We know dogs get them, but do we really know what they do to our pet’s body and how to avoid futures incidences? Let’s take a closer look at the lifecycle of intestinal parasites.

How it works:

The most common way that these pathogens are spread are by..you guessed it… feces.

Without your knowledge, your canine can be infected with one of these pathogens at any given time, but displays no symptoms due to your dog is hiding his discomfort, or his immune system is strong enough to keep it at bay. The parasitic eggs enter through the dog’s mouth (although some can enter through skin or nasal passages) and travel down to the intestines where they hatch and feed off the host for 2-4 weeks. These hatched organisms will lay millions of eggs in the process, which are eventually shed through the dog’s feces.

The common myth is that when the dog’s waste breaks down and dissipates, the eggs will die off with it, but unfortunately this is far from the truth. Although the stool may only last a few weeks to a few months on the ground’s surface, the eggs can remain active for years afterwards. Even if your dog is not the type to eat found feces, he could become infected by simply coming in contact with a contaminated area. Then the process starts all over again and the ingested eggs travel down to the intestines to reinfect the animal.
lifecycle intestinal parasites part 1

But what happens if the eggs continue to linger in the environment without a dog to come by and serve as their new host?

When the eggs are first introduced to the outside environment, there is a 2-3 week incubation period for the embryo within to develop. Following that, the larvated egg can survive up to years waiting for a host (many withstanding freezing temperatures and the blistering heat).

These eggs won’t stay in one place either – natural elements like rain and wind can carry them far distances and travel along the bottom of a passerby’s shoe.
lifecycle intestinal parasites part 2
Alarmingly, many of these microscopic structures, unseen by the human eye, are zoonotic, meaning that they can infect humans as well. Humans can unconsciously become infected in a contaminated environment by simply touching the ground and not washing their hands afterwards. Most commonly this happens with children as they are more likely to be interacting the ground while playing, but it can also happen with adults while gardening, lounging, or eating outdoors.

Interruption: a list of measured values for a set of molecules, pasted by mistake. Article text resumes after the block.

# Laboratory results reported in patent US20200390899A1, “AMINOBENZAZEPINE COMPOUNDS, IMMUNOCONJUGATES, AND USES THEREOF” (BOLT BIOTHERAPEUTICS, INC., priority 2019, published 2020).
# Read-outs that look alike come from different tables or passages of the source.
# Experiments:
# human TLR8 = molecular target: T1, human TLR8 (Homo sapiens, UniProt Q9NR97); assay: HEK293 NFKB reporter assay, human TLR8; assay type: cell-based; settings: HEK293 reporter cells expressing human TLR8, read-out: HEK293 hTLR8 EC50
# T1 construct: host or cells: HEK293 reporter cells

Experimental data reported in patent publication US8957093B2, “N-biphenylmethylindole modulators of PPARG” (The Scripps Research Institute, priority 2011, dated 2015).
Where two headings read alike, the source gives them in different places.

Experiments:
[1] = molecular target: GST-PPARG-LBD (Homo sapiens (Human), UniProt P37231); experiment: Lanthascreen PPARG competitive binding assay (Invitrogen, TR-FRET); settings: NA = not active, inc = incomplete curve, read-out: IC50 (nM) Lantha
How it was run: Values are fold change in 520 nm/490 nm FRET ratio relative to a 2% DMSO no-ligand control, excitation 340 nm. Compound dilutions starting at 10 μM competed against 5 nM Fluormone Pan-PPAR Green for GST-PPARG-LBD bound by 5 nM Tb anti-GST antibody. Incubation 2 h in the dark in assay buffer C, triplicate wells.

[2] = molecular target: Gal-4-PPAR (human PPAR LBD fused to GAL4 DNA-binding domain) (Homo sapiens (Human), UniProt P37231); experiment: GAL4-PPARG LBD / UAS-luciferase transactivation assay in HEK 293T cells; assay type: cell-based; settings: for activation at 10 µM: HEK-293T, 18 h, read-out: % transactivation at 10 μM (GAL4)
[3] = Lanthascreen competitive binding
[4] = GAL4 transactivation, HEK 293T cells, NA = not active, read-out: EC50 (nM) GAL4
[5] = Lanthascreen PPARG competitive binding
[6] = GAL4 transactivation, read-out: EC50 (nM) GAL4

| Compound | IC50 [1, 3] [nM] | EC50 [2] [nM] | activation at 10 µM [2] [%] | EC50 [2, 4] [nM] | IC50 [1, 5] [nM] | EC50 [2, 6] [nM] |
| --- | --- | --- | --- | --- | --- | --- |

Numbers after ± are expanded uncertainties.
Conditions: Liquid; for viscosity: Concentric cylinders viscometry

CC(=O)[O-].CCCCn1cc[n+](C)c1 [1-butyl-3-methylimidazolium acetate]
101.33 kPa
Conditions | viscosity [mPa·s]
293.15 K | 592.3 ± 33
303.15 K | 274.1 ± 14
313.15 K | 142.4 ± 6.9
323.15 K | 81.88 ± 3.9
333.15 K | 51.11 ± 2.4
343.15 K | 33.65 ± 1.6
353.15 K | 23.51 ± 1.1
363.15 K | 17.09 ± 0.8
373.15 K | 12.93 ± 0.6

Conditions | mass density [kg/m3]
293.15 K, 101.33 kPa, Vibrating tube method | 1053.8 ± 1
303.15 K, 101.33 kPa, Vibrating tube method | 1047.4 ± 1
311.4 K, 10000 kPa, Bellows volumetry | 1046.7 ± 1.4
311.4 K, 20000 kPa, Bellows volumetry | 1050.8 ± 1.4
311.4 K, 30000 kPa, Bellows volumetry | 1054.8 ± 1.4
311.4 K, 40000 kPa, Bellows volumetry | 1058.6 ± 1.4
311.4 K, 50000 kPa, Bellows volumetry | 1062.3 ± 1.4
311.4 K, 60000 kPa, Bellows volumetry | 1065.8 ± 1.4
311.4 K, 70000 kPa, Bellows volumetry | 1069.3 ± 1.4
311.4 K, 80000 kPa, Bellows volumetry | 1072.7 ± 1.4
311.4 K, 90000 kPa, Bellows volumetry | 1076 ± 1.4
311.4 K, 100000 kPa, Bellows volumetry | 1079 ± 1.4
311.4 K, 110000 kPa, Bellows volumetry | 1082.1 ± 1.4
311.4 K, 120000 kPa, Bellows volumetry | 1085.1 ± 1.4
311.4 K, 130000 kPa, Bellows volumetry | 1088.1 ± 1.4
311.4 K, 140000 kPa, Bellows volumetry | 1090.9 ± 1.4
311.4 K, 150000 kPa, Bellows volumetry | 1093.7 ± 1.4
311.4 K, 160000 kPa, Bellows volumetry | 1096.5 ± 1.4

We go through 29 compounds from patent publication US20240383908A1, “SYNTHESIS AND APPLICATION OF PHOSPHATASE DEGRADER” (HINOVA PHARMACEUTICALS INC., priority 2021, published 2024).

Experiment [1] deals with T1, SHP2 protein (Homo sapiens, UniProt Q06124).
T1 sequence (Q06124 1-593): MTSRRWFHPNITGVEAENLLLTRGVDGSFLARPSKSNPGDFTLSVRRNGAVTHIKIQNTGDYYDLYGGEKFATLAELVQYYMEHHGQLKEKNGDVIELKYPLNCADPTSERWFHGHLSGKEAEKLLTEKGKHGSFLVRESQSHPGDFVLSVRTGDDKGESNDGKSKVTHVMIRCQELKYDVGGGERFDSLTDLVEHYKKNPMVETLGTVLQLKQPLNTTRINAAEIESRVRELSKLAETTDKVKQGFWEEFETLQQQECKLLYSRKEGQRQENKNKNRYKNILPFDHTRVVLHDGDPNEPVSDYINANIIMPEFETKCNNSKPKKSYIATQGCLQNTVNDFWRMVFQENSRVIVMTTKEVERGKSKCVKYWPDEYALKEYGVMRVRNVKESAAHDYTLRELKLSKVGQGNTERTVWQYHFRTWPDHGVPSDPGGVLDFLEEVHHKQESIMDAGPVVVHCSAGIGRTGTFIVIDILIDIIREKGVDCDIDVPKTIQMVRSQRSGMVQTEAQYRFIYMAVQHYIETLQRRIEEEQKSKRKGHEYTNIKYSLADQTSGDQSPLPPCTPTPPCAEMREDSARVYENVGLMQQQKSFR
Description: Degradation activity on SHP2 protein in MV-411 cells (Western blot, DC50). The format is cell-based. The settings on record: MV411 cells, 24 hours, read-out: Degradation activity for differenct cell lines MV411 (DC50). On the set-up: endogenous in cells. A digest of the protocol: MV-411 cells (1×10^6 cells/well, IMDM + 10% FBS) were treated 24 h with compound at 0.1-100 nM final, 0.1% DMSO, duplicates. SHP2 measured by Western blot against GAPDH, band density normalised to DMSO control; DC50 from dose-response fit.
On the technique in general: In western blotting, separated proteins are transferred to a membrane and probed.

Canines and humans alike may only experience mild flu-like symptoms, but some with weakened immune systems or in a vulnerable position can have more devastating effects. In some cases, the hatched parasite can find its way back up the esophagus and into various other parts of the body – it has documented to reach as far as the eye, causing blindness to the host.

The culprits:

Although hard to spot in the poop without proper medical testing, it is good to be familiar with these terms to have a sense or what you are your canine friend are dealing with. The following are the most common parasites and viruses that infect our beloved canines.

Whipworm Source: myvictoriavet.com
Source: myvictoriavet.com
Tapeworm dogbreedinfo.com
Source: dogbreedinfo.com
Hookworm Source: wikipedia.org
Source: wikipedia.org
Parvovirus virology.wisc.edu
Source: virology.wisc.edu
Roundworm Source: roundwormpictures.com
Source: roundwormpictures.com
Giardia Source: thepetwiki.com
Source: thepetwiki.com
Campylobacteriosis Source: wikipedia.org
Source: wikipedia.org

The Facts:
Parasite What does it do? Infect humans? Longevity in environment?


Sucks blood Yes 7 years


Sucks blood Yes 1 month


Feeds on nutrients Yes 2 years


Feeds on nutrients Yes 1-3 years


Destroys white blood cells No 7 months – 2 years


Feeds on nutrients Yes 1 week – 3 months


Invade cells in intestines and blood Yes 4 weeks


Feeds off epithelial cells Yes 6 months


Destroys epithelial cells Yes 9 days
What do all these contagions have in common?
  • They all travel down to the intestines where they feed off the host causing digestive issues
  • They can be spread through contact with contaminated waste, food, water, and soil
  • They are hard to detect as their eggs are not shed in every excretion
  • It can take multiple round of deworming and antibiotic medication to rid the infected of the pathogens
  • They can withstand many weather conditions due to protective cysts (their outer shell)

How to protect ourselves and our furry friends?

For humans, make sure to keep your skin clean by washing your hands and removing your shoes when you reenter your home. Wear gloves while gardening and wipe down your gardening tools after each use. As for your dogs, be sure to wash their toys and bedding on a regular basis and give them a bath 1-2 times per month.

Most importantly, get those eggs out of there before they become active! We recommend you to scoop your yard once every 1-2 weeks (if not more). You may also consider a disinfectant spray to use in your yard a few times per year. Too busy or find it hard to motivate yourself? Consider hiring Pet Poo Skiddoo to take care of “business”.

The Lifecycle of Intestinal Parasites
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